One DC pro familiar with both firms suggests Petruzzello can gain a

great deal from Powell’s presence: ’Petruzzello’s a young guy working

his way up in PR. He may want to do all he can to inherit whatever Jody

Powell chooses to give away.’



Shandwick’s link with lobbyist-businessman Gerald Cassidy and Powell

serves both companies’ needs. Cassidy had built a mega-government

affairs operation: his own lobbying firm with Democratic ties

complimented by a similar Republican-leaning firm, and also the public

opinion research firm of Frederick Schneiders, the litigation

communications firm of Bork & Associates, and Powell Tate.



Powell says Cassidy expressed interest in going public in 1998, but the

initial IPO interest died down due to shaky financial markets. The

company replaced its original investment house with Donaldson, Lufkin

and Jenrette, which is credited with brokering the match.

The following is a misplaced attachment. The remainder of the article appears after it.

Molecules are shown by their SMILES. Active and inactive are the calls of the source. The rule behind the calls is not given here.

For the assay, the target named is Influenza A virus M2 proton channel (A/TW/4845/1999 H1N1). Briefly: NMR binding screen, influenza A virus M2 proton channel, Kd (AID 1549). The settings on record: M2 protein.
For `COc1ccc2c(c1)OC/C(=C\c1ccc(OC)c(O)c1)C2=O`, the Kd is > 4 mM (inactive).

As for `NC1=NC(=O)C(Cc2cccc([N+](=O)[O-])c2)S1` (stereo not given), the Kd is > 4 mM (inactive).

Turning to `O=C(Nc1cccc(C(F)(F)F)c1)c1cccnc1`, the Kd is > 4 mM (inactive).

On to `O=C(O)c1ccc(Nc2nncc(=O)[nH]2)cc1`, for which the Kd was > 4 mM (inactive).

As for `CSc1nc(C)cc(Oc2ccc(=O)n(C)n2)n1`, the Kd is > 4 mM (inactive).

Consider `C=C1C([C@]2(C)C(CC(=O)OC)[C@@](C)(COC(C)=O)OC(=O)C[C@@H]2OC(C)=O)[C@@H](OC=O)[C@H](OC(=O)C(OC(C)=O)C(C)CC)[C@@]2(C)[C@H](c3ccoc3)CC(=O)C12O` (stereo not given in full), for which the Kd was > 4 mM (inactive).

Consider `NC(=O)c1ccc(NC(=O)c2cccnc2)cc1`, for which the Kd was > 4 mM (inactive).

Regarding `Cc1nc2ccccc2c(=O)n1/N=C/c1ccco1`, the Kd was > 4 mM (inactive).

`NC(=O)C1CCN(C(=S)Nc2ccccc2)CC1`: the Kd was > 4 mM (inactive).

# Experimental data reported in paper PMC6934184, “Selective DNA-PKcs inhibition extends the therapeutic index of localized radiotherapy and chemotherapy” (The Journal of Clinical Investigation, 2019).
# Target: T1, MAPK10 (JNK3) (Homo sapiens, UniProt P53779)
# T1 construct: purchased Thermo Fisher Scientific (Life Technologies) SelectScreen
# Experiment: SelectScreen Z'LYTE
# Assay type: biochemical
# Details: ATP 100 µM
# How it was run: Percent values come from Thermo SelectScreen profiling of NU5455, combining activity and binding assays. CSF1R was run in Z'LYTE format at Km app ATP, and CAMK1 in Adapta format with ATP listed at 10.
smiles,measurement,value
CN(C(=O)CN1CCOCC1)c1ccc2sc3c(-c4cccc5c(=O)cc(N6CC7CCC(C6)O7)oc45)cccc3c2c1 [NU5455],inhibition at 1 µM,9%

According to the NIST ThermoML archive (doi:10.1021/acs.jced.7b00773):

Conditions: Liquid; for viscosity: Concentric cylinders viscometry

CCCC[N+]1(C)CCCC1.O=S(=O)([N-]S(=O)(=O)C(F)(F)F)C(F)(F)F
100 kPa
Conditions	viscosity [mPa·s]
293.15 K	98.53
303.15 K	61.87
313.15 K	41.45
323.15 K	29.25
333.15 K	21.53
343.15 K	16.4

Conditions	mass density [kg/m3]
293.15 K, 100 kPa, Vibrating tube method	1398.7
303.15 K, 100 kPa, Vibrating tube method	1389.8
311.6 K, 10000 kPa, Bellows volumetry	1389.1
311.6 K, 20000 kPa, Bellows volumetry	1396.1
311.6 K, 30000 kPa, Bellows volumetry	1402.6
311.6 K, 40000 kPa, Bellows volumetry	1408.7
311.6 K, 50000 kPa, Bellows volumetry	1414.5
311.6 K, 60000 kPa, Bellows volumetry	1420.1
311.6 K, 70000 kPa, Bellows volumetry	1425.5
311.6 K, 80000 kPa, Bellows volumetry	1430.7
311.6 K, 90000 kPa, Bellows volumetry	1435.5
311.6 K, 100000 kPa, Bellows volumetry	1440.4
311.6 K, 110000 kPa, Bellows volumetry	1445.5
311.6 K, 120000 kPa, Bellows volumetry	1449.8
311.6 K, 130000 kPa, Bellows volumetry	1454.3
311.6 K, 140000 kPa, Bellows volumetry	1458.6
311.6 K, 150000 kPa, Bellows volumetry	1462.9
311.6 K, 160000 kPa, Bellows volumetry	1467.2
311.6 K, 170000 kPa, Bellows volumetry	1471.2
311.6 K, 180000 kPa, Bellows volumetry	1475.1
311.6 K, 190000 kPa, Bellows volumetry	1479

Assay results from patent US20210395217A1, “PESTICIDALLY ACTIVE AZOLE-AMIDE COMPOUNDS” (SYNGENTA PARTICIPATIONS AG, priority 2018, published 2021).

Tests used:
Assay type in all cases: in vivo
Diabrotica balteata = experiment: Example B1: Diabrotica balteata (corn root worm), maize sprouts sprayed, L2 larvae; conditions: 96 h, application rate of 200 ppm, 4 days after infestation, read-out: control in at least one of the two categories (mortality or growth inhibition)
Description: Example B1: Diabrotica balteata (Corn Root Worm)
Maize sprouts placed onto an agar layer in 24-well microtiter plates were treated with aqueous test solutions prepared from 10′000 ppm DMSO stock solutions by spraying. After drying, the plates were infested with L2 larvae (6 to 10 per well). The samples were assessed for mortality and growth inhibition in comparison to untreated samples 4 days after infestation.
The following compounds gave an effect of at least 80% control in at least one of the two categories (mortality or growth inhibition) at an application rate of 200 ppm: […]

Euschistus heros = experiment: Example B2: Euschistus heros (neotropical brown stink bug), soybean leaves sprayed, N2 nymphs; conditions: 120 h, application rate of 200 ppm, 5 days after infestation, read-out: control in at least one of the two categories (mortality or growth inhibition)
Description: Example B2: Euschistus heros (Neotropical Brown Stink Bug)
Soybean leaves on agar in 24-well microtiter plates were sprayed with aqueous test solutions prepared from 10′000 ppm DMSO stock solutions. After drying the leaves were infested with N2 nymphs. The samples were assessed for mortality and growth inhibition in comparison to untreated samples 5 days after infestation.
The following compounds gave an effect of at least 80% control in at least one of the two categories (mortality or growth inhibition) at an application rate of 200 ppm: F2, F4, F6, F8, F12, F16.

Powell will not talk specifics about the deal, but what is interesting

is that Cassidy’s initial IPO was for dollars 40 million, and the price

tag of the deal is reportedly double that. Clearly, Shandwick wanted

this deal badly.



The mechanics are thus: Powell Tate merges into SPA, while the other

Cassidy firms continue operating under their own names, but under the

Shandwick umbrella. Cassidy becomes chairman and CEO of Shandwick’s DC

operations. Shandwick Washington should become the biggest player in the

market, jumping ahead of perennial leaders Burson-Marsteller and Hill &

Knowlton.



One head of a local PR firm commented that Shandwick’s deal has ’created

a forceful presence in the marketplace in Washington. The question is

how will that change Shandwick as a company and who do they want to

become?’



In Powell’s view, the companies have more in common than what

superficial impressions suggest. He says his immediate goal is to ’bring

these two organizations (SPA and PT) together successfully’ which, when

combined, represent approximately 160 employees and an estimated dollars

25 to dollars 30 million in fee income. When you factor in the rest of

the Cassidy companies, and the non-public affairs part of Shandwick’s DC

office, the figure rises to dollars 75 million.



Coming into the Shandwick network is a plus, says Powell, because he

knows all too well the cyclical nature of the public affairs

business.